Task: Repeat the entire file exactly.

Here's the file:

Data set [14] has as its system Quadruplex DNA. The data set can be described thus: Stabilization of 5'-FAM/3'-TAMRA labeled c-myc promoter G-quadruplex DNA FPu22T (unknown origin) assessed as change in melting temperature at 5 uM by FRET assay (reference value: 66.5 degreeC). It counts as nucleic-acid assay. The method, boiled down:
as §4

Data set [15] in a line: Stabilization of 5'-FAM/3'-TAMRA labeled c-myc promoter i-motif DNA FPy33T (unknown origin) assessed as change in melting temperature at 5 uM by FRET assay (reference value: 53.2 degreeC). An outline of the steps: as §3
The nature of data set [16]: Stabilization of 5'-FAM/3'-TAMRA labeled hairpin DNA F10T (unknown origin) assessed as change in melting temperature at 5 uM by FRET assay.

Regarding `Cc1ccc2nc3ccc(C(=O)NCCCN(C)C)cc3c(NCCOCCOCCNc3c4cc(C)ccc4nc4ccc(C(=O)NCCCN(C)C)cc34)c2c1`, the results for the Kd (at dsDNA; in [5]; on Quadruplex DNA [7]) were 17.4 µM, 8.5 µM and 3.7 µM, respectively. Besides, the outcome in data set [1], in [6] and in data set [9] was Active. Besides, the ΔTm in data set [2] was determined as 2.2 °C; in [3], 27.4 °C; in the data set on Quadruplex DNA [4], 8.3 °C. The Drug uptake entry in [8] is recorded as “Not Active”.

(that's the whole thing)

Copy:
Data set [14] has as its system Quadruplex DNA. The data set can be described thus: Stabilization of 5'-FAM/3'-TAMRA labeled c-myc promoter G-quadruplex DNA FPu22T (unknown origin) assessed as change in melting temperature at 5 uM by FRET assay (reference value: 66.5 degreeC). It counts as nucleic-acid assay. The method, boiled down:
as §4

Data set [15] in a line: Stabilization of 5'-FAM/3'-TAMRA labeled c-myc promoter i-motif DNA FPy33T (unknown origin) assessed as change in melting temperature at 5 uM by FRET assay (reference value: 53.2 degreeC). An outline of the steps: as §3
The nature of data set [16]: Stabilization of 5'-FAM/3'-TAMRA labeled hairpin DNA F10T (unknown origin) assessed as change in melting temperature at 5 uM by FRET assay.

Regarding `Cc1ccc2nc3ccc(C(=O)NCCCN(C)C)cc3c(NCCOCCOCCNc3c4cc(C)ccc4nc4ccc(C(=O)NCCCN(C)C)cc34)c2c1`, the results for the Kd (at dsDNA; in [5]; on Quadruplex DNA [7]) were 17.4 µM, 8.5 µM and 3.7 µM, respectively. Besides, the outcome in data set [1], in [6] and in data set [9] was Active. Besides, the ΔTm in data set [2] was determined as 2.2 °C; in [3], 27.4 °C; in the data set on Quadruplex DNA [4], 8.3 °C. The Drug uptake entry in [8] is recorded as “Not Active”.